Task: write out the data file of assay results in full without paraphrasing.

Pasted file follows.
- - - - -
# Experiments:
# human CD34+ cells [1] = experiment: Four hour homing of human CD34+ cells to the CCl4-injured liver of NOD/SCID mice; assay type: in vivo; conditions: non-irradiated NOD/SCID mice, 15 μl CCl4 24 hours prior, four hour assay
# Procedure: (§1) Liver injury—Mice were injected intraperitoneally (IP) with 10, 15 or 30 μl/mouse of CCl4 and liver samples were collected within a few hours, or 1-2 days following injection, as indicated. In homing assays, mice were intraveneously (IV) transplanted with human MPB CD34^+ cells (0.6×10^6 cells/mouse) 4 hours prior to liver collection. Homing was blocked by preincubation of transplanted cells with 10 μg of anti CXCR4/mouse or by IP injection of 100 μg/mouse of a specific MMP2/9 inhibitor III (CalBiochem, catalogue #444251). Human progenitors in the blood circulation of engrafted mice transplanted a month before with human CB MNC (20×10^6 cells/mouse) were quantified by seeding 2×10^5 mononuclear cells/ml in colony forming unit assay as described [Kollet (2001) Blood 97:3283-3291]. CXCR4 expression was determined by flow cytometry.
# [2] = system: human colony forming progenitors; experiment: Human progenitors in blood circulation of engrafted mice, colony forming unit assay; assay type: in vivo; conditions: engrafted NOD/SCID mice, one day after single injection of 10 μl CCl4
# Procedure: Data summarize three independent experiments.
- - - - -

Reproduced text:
# Experiments:
# human CD34+ cells [1] = experiment: Four hour homing of human CD34+ cells to the CCl4-injured liver of NOD/SCID mice; assay type: in vivo; conditions: non-irradiated NOD/SCID mice, 15 μl CCl4 24 hours prior, four hour assay
# Procedure: (§1) Liver injury—Mice were injected intraperitoneally (IP) with 10, 15 or 30 μl/mouse of CCl4 and liver samples were collected within a few hours, or 1-2 days following injection, as indicated. In homing assays, mice were intraveneously (IV) transplanted with human MPB CD34^+ cells (0.6×10^6 cells/mouse) 4 hours prior to liver collection. Homing was blocked by preincubation of transplanted cells with 10 μg of anti CXCR4/mouse or by IP injection of 100 μg/mouse of a specific MMP2/9 inhibitor III (CalBiochem, catalogue #444251). Human progenitors in the blood circulation of engrafted mice transplanted a month before with human CB MNC (20×10^6 cells/mouse) were quantified by seeding 2×10^5 mononuclear cells/ml in colony forming unit assay as described [Kollet (2001) Blood 97:3283-3291]. CXCR4 expression was determined by flow cytometry.
# [2] = system: human colony forming progenitors; experiment: Human progenitors in blood circulation of engrafted mice, colony forming unit assay; assay type: in vivo; conditions: engrafted NOD/SCID mice, one day after single injection of 10 μl CCl4
# Procedure: Data summarize three independent experiments.